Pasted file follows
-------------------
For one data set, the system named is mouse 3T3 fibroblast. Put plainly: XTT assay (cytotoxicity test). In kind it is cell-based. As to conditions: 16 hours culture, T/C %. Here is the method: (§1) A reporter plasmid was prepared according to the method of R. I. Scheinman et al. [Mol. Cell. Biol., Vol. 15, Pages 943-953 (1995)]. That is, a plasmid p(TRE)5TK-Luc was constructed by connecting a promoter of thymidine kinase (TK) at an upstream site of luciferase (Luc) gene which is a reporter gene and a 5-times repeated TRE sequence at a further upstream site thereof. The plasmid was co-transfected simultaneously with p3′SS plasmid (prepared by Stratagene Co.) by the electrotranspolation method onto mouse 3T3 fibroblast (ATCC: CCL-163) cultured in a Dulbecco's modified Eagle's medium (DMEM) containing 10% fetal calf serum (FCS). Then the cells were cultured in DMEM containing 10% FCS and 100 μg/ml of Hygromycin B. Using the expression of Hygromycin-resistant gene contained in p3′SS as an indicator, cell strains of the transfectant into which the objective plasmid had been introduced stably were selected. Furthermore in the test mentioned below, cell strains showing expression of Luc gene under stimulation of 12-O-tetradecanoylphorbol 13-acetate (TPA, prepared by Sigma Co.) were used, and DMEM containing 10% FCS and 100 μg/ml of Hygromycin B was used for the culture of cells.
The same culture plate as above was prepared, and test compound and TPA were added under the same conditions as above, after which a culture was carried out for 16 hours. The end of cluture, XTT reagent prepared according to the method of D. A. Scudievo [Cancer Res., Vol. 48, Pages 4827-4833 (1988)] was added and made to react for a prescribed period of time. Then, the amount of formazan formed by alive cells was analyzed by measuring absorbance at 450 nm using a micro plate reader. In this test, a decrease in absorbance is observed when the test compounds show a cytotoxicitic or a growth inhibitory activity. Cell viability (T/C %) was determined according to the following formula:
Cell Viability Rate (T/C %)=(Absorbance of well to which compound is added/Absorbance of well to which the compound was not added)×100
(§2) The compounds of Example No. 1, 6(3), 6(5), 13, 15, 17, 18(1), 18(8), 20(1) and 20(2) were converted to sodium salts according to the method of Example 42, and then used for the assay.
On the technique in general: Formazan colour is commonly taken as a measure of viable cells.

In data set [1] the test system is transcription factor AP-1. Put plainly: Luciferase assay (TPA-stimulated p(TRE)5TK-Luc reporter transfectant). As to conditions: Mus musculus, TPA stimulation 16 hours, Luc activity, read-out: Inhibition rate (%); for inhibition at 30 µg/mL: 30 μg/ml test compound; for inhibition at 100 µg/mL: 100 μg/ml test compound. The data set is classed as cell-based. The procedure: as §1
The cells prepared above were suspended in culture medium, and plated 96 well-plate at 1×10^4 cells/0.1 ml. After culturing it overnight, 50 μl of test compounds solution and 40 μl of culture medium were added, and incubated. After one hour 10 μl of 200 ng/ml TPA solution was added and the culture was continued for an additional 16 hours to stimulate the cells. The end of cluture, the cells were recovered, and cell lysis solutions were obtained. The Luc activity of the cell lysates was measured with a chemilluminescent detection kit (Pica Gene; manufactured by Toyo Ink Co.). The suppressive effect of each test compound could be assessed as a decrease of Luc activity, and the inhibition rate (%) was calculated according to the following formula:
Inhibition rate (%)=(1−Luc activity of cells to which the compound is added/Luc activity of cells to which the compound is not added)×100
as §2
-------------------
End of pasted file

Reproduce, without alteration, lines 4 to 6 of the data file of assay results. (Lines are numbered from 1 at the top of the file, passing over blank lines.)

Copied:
(§2) The compounds of Example No. 1, 6(3), 6(5), 13, 15, 17, 18(1), 18(8), 20(1) and 20(2) were converted to sodium salts according to the method of Example 42, and then used for the assay.
On the technique in general: Formazan colour is commonly taken as a measure of viable cells.

In data set [1] the test system is transcription factor AP-1. Put plainly: Luciferase assay (TPA-stimulated p(TRE)5TK-Luc reporter transfectant). As to conditions: Mus musculus, TPA stimulation 16 hours, Luc activity, read-out: Inhibition rate (%); for inhibition at 30 µg/mL: 30 μg/ml test compound; for inhibition at 100 µg/mL: 100 μg/ml test compound. The data set is classed as cell-based. The procedure: as §1